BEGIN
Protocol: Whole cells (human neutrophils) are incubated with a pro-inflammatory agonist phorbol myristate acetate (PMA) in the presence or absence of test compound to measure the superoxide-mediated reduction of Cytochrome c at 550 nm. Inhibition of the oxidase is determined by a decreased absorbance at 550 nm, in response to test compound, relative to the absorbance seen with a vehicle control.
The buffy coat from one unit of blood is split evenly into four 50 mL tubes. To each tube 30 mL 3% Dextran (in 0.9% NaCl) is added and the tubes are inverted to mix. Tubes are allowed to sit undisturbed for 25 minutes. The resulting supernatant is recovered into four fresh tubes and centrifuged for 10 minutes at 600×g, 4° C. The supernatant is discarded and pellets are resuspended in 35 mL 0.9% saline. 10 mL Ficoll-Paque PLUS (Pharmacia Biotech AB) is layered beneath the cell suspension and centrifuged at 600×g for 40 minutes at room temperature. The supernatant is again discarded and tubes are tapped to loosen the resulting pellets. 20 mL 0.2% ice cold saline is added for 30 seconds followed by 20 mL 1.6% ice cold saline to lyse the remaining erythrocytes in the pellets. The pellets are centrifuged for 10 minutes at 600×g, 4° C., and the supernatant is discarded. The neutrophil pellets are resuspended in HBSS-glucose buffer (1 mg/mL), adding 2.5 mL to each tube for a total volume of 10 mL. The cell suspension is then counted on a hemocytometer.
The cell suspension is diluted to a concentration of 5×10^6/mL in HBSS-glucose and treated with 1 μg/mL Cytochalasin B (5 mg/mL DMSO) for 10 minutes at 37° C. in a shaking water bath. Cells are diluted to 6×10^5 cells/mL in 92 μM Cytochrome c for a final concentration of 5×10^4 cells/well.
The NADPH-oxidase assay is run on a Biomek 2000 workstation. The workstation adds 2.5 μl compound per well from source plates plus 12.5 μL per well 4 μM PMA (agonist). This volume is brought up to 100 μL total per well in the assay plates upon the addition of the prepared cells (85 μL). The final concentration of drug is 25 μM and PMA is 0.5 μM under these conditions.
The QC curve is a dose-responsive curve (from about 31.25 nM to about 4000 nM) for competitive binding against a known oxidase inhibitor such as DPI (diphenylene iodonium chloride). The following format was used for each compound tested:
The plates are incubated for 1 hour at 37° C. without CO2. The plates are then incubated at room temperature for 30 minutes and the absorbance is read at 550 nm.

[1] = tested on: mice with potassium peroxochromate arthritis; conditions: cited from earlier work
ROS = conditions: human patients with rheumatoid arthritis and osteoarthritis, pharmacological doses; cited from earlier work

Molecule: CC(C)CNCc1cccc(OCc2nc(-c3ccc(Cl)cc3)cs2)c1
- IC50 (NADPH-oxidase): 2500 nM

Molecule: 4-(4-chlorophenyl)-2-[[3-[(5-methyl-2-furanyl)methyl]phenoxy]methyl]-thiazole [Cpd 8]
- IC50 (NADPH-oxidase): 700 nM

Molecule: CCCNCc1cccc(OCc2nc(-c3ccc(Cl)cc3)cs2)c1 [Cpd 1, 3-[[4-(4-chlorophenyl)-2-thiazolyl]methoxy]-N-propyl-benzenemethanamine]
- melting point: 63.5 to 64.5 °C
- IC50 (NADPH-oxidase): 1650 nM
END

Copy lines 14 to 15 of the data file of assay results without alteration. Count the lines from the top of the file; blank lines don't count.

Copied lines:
- melting point: 63.5 to 64.5 °C
- IC50 (NADPH-oxidase): 1650 nM